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Last of the Boys review at Southwark Playhouse – ‘delicately observed’

Dmetri Goritsas and Todd Boyce in Last of the Boys at Southwark Playhouse, London. Photo: Ben Broomfield Dmetri Goritsas and Todd Boyce in Last of the Boys at Southwark Playhouse, London. Photo: Ben Broomfield
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Steven Dietz’s play, Last of the Boys, is haunted by the 1960s. Receiving its European premiere over 10 years since it was produced by the Steppenwolf Theatre Company in Chicago, it oozes Bob Dylan, JFK and flower power. We see the Vietnam War’s legacy played out in a modern day trailer park but for all the play’s undoubted strengths, it gets lost in its own symbolism. It’s also saddled with two pretty horrible female roles.

The guts of the play are pretty terrific though. Two Vietnam War veterans sip beer and shoot the breeze by a battered, remote caravan. Jeeter (Todd Boyce) is a drug-blasted hippy, spouting woo-woo about spirit quests and visions. Ben (Demetri Goritsas), his opposite, is introverted and isolated, a man afraid of words like “chakra, commitment and tofu”. Their odd couple relationship, one of jibes and mutual dependence, is a powerful thing and one that says much more about the effects of Vietnam than the posturing of Zoe Tapper’s kooky Sal or her telling-it-like-it-is mother Lorraine (Wendy Nottingham). Tapper and Nottingham are entirely blameless but these characters are half-sketched and heavy-handed and they suck the life out of proceedings.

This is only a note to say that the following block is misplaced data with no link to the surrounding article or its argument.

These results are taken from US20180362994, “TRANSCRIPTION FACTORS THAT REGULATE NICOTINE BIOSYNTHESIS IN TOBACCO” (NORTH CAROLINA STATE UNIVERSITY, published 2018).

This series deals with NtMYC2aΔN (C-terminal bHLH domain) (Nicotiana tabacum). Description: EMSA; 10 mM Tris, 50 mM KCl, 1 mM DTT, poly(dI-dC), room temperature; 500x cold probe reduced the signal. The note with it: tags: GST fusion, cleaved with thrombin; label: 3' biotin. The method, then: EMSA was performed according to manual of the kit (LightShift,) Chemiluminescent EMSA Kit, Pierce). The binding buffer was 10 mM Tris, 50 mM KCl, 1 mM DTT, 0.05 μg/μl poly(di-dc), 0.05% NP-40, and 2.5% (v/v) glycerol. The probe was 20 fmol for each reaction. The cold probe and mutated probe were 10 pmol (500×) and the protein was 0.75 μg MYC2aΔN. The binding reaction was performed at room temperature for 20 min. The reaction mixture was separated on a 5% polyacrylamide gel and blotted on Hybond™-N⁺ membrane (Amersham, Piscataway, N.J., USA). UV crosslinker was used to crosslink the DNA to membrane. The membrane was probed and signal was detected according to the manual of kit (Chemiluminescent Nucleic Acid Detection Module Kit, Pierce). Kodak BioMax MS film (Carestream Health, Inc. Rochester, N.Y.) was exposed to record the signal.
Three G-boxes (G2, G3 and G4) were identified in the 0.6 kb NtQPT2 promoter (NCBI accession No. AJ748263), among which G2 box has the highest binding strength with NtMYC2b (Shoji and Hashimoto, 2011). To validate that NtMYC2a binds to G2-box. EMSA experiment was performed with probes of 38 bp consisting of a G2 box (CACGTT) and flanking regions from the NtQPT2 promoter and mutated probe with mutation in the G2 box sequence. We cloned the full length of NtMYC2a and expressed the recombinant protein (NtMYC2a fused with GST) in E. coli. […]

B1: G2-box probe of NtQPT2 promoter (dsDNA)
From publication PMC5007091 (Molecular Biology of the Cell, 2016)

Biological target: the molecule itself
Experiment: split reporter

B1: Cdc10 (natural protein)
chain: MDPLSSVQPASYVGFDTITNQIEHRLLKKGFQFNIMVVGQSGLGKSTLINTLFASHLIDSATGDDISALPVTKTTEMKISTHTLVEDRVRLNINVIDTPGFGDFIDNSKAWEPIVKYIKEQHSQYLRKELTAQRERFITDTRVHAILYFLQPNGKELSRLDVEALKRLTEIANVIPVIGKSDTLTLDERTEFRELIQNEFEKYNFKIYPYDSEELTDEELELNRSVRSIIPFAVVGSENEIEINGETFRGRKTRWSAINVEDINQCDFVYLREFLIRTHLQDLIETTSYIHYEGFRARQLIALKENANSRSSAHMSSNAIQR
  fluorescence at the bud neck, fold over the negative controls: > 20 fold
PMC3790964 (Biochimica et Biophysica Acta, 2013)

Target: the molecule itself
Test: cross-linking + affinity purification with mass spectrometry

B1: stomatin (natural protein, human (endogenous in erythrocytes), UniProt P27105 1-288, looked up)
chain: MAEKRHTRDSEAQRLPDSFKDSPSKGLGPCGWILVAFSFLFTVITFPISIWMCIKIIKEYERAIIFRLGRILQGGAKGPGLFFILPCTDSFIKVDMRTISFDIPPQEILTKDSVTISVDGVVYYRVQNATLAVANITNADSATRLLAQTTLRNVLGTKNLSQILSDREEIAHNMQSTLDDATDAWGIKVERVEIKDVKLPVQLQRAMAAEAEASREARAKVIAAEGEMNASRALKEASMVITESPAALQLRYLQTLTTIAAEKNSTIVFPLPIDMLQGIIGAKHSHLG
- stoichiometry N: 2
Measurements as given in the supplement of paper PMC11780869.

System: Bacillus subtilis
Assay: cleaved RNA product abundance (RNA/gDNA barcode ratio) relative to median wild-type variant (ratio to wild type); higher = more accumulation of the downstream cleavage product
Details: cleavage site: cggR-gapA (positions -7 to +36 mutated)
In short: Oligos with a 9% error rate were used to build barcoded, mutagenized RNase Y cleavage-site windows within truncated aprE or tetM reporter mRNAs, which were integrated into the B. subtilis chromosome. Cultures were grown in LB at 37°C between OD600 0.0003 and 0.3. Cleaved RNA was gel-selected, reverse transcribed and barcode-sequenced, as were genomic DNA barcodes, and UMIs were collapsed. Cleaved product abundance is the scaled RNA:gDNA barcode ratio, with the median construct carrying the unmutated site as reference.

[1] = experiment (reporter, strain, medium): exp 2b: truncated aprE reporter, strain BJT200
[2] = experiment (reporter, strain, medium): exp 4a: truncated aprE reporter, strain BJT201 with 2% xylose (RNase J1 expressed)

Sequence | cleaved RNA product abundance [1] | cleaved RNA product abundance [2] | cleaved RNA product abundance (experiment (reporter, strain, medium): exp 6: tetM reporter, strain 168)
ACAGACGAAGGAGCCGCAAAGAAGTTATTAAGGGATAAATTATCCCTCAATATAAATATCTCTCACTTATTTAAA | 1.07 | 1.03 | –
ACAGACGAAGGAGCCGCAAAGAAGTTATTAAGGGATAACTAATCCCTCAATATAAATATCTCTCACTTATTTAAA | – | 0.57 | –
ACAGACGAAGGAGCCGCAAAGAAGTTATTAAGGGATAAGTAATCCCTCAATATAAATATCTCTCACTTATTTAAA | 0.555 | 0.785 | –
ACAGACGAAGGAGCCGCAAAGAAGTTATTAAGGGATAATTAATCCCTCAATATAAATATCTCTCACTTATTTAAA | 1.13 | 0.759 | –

The interplay between Jeeter and Ben, however, is delicately observed. Ben’s father has died but it’s Jeeter who attends the funeral. When Ben steals one of Jeeter’s anecdotes it feels like the greatest betrayal a friend could commit. Ben’s trippy segues, where he literally embodies the former Secretary of Defence Robert McNamara – the man who orchestrated America’s attack on north Vietnam – work well, though the impact is lessened considerably in front of a British audience for whom McNamara has nothing of the same cultural resonance.

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Verdict
Touching production of a play about America’s modern-day relationship with the Vietnam War                
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